The play was performed to recorded music with the cast singing live. The performance was led by Allouba as its musical director, who conducted the performers relying on cues given to her through the ear piece. This way the singers could sync perfectly with the recorded music.
Showcasing many stars from the new generation of Fabrica, the performance was also joined by some who witnessed the company’s earliest beginnings: Hany Mustafa, who sang the role of Jean Valjean on all four evenings (30 Aug-2 Sept), and Nesma Mahgoub in the role of Fantine (Cozette’s mother), performing on 30 August and 2 September. In fact, most roles saw double cast, allowing the singers to rest as well as providing a better showcase of Fabrica’s talents.
In Allouba’s teaching practice, hundreds of students, including those at her own Fabrica and Neveen Allouba Vocal Academy, have greatly benefitted from her guidance. Many have launched successful international careers. No wonder this performance of Les Miserables was such a showcase of talent, with numerous singers either carving out their names on the music scene or readying to do so in the near future.
I had an opportunity to attend the performance’s last day, on 2 September, and saw the cream of the crop.
Nesma Mahgoub needs no introduction; we all remember her winning the 8th Star Academy Arab World competition, which was but one step in her remarkable development. Today, the renowned singer returned to the stage with work that must be close to her heart as it was her graduation project so many years before. Due to her extensive studies of musical theatre and her great vocal talent, Mahgoub’s Fantine was as artistically pure as the innocent soul of this tragic heroine. In many ways, one felt that Mahgoub was at home in the performance, with her remarkably strong and versatile vocals and her impeccable understanding of the stage.
Hany Mustafa’s bari-tenor has the ability to give soft embellishments to the high range, while beautifully walking us through the lower tonalities embedded in Valjean’s score with great control. This is reinforced by his strong stage presence and convincing presentation of a man whose life we follow from his years marred by imprisonment through the fatherly care he offers Cossette (though his love seems even greater), to his old age.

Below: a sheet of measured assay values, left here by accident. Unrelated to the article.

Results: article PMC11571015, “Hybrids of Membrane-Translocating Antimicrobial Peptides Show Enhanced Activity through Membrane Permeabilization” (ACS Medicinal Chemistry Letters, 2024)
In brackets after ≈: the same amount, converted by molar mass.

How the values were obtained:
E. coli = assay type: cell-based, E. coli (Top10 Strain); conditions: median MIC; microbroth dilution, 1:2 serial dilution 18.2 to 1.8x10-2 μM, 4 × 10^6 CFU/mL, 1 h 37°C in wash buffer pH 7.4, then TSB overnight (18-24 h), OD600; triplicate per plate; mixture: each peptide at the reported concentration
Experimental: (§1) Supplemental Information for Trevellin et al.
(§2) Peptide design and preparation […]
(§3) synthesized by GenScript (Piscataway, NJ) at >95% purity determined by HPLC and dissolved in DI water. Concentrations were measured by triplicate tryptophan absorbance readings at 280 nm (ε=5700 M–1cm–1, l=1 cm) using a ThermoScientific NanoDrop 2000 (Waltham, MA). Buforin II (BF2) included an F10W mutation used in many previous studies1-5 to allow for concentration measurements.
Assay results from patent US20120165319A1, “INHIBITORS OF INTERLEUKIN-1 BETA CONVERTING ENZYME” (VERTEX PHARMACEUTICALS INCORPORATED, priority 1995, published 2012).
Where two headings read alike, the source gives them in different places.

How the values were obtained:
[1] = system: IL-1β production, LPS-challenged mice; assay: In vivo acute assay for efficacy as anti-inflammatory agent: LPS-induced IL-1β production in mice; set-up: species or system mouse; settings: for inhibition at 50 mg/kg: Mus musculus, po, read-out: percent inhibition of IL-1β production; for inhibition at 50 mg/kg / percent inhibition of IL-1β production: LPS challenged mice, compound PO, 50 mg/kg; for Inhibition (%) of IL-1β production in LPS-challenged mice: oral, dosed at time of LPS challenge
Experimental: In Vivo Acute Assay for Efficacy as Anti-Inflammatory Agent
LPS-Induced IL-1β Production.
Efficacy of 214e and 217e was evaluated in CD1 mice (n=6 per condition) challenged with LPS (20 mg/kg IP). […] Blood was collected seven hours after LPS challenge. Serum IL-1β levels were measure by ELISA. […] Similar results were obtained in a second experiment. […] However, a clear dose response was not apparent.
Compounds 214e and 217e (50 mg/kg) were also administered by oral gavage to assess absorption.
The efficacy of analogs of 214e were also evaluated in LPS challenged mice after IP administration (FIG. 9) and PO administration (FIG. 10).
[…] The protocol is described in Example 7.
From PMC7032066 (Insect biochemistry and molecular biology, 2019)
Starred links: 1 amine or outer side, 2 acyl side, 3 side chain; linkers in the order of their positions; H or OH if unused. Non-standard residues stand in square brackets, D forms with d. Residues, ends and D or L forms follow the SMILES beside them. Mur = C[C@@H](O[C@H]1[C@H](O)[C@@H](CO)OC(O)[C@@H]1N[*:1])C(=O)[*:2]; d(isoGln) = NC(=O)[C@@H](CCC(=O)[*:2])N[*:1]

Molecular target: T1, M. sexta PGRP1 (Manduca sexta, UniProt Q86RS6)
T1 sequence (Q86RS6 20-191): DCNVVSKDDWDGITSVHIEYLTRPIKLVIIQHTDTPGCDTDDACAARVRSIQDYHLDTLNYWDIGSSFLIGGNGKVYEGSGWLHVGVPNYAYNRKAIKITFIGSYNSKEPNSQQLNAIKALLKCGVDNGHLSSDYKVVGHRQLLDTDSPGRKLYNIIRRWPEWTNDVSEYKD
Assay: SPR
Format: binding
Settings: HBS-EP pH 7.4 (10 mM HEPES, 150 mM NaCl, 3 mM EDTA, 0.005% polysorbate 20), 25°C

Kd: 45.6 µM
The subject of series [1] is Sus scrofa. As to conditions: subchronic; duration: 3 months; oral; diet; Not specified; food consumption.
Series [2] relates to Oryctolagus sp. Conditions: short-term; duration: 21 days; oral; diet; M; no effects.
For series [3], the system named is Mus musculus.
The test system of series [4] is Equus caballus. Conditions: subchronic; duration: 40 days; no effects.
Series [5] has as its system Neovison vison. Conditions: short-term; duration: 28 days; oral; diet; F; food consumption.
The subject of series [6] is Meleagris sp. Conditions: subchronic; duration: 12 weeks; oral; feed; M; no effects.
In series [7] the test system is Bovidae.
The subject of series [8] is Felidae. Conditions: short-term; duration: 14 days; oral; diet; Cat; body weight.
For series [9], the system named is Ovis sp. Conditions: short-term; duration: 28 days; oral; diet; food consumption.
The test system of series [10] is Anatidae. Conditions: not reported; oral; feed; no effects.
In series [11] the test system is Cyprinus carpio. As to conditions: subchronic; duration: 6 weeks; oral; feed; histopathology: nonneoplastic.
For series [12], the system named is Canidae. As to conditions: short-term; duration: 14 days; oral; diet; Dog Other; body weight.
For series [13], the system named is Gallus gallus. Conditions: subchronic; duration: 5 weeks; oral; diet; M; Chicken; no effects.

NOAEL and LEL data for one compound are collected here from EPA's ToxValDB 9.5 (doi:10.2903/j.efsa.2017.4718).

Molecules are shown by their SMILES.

His role is rich in emotions: love, fatherly tenderness, human compassion, boundless selflessness, paralleled with an evident strength of character. The sheer realism of his understanding of life and people fuels his altruistic actions at an extremely difficult historical and social moment. It’s no easy character to portray and it was a pleasure watching Mustafa as he captured Valjean’s many colours, creating a profound palette of a man’s character.
The remaining cast consisted of up-and-coming singers interspersed with some bigger names. Here, we raise a chapeau to George Gamal’s rich baritone and his exceptional control, making him one of the highlights of the evening. In the role of the zealous inspector Javert, a harsh but dedicated policeman who occasionally reveals a softer side, Gamal’s clear, warm voice took us through the many vocal intricacies that his role requires. One of Allouba’s former students, another Egyptian voice with the ability to conquer international stages, Gamal is currently pursuing his musical education in Germany.
It would be impractical to give credit to all the cast members, one by one, as all of them presented something unique and added a special flavour to their respective roles and the whole performance.
The melancholy coming with Cosette suited the silky soprano fabric of Arwa Hezzah, finding many parallels with the equally gentle voice of her suitor Marius performed by Shady Sherif. Following dark moments, the stage was always re-energised by the evil pair, Monsieur and Madame Thénardier, the burlesque dynamo of social conflict, wonderfully presented by Ali Ballout and Nardine Reda. Their occasional vocal coarseness added much needed spice to the structure of those two manipulators.